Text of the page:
Why Get a Prenup?

 Before you go into a marriage, you want to ensure that you and your future spouse will be protected. You also want it to be clear exactly who will handle the financial responsibilities, whether it’s paying the bills, making investments, managing assets and more.

A prenuptial agreement is also a good idea if one spouse has significantly more assets than other, if one has significantly more debts than the other, if at least one spouse is going to bringing their property into the marriage, if one or both have children and if one or both plan on remarrying if they were to get divorced.

How to Create a Prenup

 It is possible for you to create your own prenup using a prenup template, and then have it reviewed by a lawyer, or involve a lawyer from the start and have them help you professionally complete the prenup. The latter will save you time, since you don’t have to go searching for a valid template and learn all the ins and outs of Texas’ prenup laws. Plus, having an experienced lawyer on your side will ensure the process is done properly and you don’t have to go back and make multiple revisions to your prenup.

A lawyer is also a helpful mediator. Let’s say your future spouse is offended that you want a prenup, or is getting defensive about their financial situation. A lawyer may be able to help resolve these situations. It is important to remember that your lawyer cannot give legal advice to your prospective spouse but is able to communicate with them unless they are also represented by counsel. It is critical that nobody feel like they are forced to enter into this agreement.

Keep in mind that you can also sign a marital property agreement after you get married. However, this agreement is called a post-marital agreement or a postnup. You’re also able to disavow or change your prenuptial agreement after you get married.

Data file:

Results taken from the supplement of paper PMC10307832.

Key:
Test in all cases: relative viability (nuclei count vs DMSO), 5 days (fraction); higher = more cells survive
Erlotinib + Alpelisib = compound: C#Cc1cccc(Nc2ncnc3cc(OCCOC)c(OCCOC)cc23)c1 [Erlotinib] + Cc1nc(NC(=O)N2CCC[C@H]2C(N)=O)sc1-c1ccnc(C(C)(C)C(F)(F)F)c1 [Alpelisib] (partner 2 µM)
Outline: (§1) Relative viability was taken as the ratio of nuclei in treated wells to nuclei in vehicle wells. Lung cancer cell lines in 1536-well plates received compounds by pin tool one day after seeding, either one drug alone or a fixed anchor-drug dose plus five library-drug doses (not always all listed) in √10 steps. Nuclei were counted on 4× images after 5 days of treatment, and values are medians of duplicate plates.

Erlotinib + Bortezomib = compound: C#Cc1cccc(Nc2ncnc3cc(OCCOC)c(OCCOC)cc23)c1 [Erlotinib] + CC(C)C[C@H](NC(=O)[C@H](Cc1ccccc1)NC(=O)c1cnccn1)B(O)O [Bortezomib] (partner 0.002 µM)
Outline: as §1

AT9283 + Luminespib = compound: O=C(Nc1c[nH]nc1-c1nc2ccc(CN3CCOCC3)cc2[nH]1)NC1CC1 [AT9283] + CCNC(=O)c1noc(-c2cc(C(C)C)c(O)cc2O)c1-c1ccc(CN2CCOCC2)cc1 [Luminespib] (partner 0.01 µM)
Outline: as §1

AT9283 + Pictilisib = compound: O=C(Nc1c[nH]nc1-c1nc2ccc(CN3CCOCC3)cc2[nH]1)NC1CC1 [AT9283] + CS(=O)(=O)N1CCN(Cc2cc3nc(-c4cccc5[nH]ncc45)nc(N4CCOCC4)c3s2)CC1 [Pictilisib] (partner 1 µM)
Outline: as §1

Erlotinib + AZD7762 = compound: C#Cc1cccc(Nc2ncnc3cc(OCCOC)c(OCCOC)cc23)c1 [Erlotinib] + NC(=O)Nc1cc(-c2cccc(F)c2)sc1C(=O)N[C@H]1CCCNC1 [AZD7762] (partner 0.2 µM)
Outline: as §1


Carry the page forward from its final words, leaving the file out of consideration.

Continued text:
People usually choose to do it all before they walk down the aisle just to make sure expectations are clear and everything is in order. At the same time, many couples will update their last will and testament, advanced directive and power of attorney to make sure that their spouse is included in every legal document.

Finding a Prenuptial Lawyer to Help

 Whether you want to create a prenup or possibly invalidate one, you need an experienced prenuptial lawyer to help you. Look for one whose practice solely focuses on family law, and who has dealt with many prenups before. Also find a lawyer who doesn’t make you or your future spouse feel uncomfortable or pressured during the process in order to ensure it goes as smoothly as possible and there are no bad feelings on either side.

The experienced prenuptial agreement attorneys at Boudreaux Hunter & Associates, LLC are available to consult with you if you are considering filing or invalidating a prenup. We can provide valuable insight to the complex nature of these cases and our initial consultation is always at no charge to you. You can learn more about our prenuptial agreement representation here, or contact our office now to schedule a confidential consultation.